English tracks defanged: Expect a WC full of runs

On June 25, 1983, when the Indian group arrived on the Lord’s for the general towards a world-beating West Indies, they stuck a glimpse of the pitch and it didn’t precisely inspire self assurance in the camp. It was once green-top and the Indian top-order knew it was once going to be tough.


What came about after that is part of Indian cricket folklore, but Krishnamachari Srikkanth, who peak scored with 38 in that ultimate as India managed 183, recollects the tough conditions that he had to negotiate on that murky morning. "Oh that was some pitch, it's another matter that I didn't bother looking at it too much and backed my instincts. If I were to start thinking how I would play Malcolm Marshall, Andy Roberts, Michael Holding and Joel Garner on that pitch, it might have been too much of a struggle for me," Srikkanth told TOI, speaking in regards to the nature of pitches that used to be on be offering in those days.

Even in the sport at Tunbridge Wells where Kapil Dev hit 175 after India have been down 17/5 towards Zimbabwe, the pitch was once tough. It was once Kapil’s brilliance that won the sport. The medium-pacers with a pink ball have been just about unplayable on a monitor that was once tough to spot from the outfield. “It was once chilly, the ball was once transferring. It appeared like we would be bowled out for 70 or 80,” Sunil Gavaskar recalled later in an interview.

But then, that was once 36 years in the past. Last Saturday, England smashed 373 towards Pakistan in Southampton (venue of India’s opener towards South Africa), and given the present batting strength of 1992 champions, one assumed the hosts would stroll away with the match. But Pakistan – with the likes of Fakhar Zaman, Babar Azam and Asif Ali – got here desperately close to chasing it down. The 734 runs scored at the day have been a good indication of what we must be expecting all over the World Cup.

The trend, though, isn't precisely new — run deluge in ODIs in England has change into a norm for four years now. From 1971 to 2015, groups crossed 300 in the nation most effective 21 instances. But since 2015, it’s been a staggering 29 instances, with England on my own doing it 22 instances.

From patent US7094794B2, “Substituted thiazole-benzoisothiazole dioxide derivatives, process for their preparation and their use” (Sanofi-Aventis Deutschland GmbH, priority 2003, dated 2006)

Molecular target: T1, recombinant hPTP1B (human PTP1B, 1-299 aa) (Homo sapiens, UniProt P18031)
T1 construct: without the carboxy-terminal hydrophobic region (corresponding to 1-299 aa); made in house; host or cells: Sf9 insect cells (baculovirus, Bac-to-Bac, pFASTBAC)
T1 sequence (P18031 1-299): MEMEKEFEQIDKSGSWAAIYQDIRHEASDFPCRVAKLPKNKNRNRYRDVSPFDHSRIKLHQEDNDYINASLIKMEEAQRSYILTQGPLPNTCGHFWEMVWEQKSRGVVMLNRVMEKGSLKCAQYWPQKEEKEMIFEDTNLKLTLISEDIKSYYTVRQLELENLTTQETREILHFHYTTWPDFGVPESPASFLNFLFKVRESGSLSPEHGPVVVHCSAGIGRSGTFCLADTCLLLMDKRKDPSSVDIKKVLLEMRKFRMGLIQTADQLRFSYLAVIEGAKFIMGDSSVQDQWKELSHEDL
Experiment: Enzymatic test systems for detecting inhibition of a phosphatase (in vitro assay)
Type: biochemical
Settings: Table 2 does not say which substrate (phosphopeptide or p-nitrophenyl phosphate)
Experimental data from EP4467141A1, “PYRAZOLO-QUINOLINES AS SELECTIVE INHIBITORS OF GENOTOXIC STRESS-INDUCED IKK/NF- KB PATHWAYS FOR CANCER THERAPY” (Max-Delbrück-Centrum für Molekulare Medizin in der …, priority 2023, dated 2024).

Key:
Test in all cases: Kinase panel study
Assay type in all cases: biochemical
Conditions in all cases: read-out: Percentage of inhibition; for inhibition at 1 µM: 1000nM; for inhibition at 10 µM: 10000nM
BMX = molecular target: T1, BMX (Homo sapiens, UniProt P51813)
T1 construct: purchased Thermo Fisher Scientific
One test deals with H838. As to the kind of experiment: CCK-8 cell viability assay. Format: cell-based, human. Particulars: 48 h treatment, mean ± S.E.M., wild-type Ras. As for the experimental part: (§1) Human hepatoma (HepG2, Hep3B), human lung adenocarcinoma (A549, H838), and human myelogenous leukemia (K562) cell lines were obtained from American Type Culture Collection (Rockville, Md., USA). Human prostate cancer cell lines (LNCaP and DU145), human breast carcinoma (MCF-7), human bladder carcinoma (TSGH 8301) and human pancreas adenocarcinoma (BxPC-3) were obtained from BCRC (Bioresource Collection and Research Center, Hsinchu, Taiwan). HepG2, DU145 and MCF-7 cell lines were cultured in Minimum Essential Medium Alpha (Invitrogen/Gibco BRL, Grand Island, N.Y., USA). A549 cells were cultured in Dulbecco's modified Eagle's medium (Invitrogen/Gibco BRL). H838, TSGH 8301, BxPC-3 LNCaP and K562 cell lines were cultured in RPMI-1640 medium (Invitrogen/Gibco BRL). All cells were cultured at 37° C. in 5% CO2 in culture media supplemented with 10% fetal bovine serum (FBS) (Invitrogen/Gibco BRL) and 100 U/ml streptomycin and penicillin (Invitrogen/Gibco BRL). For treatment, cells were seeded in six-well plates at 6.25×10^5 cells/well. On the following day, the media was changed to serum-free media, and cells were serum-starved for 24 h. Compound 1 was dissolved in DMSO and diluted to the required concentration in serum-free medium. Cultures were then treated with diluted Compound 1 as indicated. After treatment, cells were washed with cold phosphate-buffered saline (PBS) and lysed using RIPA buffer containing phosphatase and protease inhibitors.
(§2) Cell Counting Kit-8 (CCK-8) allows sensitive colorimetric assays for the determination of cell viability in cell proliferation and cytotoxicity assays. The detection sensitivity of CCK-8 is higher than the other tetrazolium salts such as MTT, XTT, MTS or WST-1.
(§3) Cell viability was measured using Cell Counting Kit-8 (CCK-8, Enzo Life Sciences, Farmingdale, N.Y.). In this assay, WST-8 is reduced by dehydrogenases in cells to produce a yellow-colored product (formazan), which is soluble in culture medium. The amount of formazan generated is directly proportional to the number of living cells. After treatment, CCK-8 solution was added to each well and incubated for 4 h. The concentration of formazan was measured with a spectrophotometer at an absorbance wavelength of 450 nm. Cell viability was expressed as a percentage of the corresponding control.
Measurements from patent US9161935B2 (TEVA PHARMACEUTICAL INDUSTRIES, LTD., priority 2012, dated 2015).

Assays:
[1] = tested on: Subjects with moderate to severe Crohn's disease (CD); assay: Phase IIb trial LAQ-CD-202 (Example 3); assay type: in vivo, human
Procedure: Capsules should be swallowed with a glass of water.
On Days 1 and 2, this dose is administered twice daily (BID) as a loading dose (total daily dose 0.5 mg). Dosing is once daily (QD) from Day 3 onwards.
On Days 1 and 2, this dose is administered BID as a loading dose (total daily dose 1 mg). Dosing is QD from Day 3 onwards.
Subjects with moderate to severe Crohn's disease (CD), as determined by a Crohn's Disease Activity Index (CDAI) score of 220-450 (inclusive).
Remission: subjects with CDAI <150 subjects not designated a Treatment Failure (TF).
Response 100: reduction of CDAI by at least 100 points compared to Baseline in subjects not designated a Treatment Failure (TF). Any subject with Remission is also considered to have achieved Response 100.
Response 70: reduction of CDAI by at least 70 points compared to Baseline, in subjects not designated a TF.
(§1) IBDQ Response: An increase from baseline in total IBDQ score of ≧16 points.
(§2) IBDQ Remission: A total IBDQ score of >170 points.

Those 55-over Texaco Trophy days appear lost in time, when the batsmen had to grind for each and every run in the first hour. Yes, there was once a Natwest Trophy ultimate in 2002 when both groups crossed 300, but that was once an exception. In the new standardization power by way of ICC, all that has long gone out of the window. Fans who revel in T20s, wish to see run mountains; cricket pleasure has been reduced to the selection of sixes hit. It may be common knowledge that with the rising approval for T20s, ODI as a structure is suffering to stick afloat.

"This wasn’t the case when we started playing, but now it's all about runs. People love watching tall scores and it's not easy for the bowlers," former India offspinner Harbhajan Singh stated.

While the groundsmen are producing batting beauties, the weather has played a a very powerful section in batsmen being so dominant in the first part of English summers. Following the effect of worldwide warming, English summers have change into hotter with the temperature hovering in the early 30s in June.

"I remember our match against England (on May 29) in Birmingham in the 1999 World Cup. It was 7-8 degrees, there was rain and we were shivering. The match went on for two days due to inclement weather and it was a huge struggle for batsmen," stated former India opener S Ramesh.

The indisputable fact that the balls used — white Kookaburra — have very low seams do not assist the bowlers' cause. The seam flattens out inside the first few overs. With hardly ever any moisture at the pitch, the bowlers combat to get lateral movement. And with not much put on and tear either, the spinners too find it tough. Not great information for India, who are banking a lot on their wrist-spinners Kuldeep Yadav and Yuzvendra Chahal.

"I don't agree that spinners won't get help. I have played for Surrey and I know spinners will come into play, provided they know their craft. Ravindra Jadeja can be very effective at grounds like The Oval or Rose Bowl," Harbhajan stated.

But given the amount of ODIs England have played at house in the ultimate four years, they must be in the most efficient position to make the most of the conditions.

India, though, have an ace up their sleeve -- Jasprit Bumrah. Sachin Tendulkar charges him as "the best paceman in the world" and the 25-year-old has the power to take conditions out of the equation. Bumrah doesn't desire a pitch to conjure his magic.

"Every team has good batsmen, but everybody doesn't have a Bumrah... If he doesn't break down, we have reasons to believe," Harbhajan stated.
English tracks defanged: Expect a WC full of runs English tracks defanged: Expect a WC full of runs Reviewed by Kailash on May 16, 2019 Rating: 5
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